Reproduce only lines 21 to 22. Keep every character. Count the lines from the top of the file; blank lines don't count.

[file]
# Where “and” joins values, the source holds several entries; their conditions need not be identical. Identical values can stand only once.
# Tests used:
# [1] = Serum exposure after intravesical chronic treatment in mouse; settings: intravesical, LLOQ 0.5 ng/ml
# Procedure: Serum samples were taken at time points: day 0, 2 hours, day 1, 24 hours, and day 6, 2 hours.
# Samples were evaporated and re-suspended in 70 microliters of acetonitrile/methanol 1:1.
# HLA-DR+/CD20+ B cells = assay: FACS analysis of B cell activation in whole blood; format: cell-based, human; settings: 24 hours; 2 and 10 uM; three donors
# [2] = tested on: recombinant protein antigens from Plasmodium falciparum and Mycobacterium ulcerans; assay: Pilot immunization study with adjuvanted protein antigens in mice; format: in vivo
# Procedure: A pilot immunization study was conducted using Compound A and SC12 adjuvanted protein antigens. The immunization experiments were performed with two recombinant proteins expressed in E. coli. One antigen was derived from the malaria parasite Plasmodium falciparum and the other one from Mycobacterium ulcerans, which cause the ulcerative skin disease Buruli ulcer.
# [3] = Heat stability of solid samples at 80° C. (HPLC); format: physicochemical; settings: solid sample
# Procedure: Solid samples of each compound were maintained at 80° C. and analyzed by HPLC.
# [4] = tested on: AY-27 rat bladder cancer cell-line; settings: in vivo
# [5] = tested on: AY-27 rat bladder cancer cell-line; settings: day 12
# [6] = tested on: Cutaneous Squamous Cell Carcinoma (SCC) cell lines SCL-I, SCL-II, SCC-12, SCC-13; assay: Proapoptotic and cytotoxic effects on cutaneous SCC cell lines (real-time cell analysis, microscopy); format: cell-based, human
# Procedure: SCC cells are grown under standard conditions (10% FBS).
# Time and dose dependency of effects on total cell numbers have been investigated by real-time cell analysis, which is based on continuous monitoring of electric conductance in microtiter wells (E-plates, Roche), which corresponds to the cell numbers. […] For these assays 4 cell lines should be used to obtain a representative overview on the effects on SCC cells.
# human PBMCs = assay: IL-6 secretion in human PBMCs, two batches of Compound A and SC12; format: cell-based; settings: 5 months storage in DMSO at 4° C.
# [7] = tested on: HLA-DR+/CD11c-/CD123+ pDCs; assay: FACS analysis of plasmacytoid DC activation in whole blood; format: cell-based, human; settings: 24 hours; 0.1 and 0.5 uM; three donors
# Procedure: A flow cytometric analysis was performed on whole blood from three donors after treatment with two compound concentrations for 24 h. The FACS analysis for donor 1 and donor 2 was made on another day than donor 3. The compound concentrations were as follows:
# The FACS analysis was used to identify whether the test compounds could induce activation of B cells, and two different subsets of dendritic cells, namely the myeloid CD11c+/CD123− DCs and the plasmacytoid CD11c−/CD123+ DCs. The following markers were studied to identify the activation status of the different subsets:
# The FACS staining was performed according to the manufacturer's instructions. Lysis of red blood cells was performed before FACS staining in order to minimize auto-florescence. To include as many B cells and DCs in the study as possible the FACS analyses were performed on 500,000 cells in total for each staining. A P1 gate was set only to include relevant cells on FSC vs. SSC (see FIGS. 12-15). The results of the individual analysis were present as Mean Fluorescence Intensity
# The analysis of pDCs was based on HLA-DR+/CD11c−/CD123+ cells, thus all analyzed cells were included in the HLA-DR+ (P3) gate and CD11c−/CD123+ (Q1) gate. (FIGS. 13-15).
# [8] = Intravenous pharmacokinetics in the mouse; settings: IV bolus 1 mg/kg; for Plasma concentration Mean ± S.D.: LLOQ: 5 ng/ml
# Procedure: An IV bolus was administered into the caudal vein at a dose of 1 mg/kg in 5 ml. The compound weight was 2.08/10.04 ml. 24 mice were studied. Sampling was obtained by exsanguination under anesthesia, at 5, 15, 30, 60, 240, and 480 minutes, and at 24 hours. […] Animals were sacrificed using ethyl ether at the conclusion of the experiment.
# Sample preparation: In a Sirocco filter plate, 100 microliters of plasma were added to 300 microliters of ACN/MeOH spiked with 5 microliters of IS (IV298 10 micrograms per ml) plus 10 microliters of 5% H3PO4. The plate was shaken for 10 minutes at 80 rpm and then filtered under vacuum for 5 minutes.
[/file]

# The analysis of pDCs was based on HLA-DR+/CD11c−/CD123+ cells, thus all analyzed cells were included in the HLA-DR+ (P3) gate and CD11c−/CD123+ (Q1) gate. (FIGS. 13-15).
# [8] = Intravenous pharmacokinetics in the mouse; settings: IV bolus 1 mg/kg; for Plasma concentration Mean ± S.D.: LLOQ: 5 ng/ml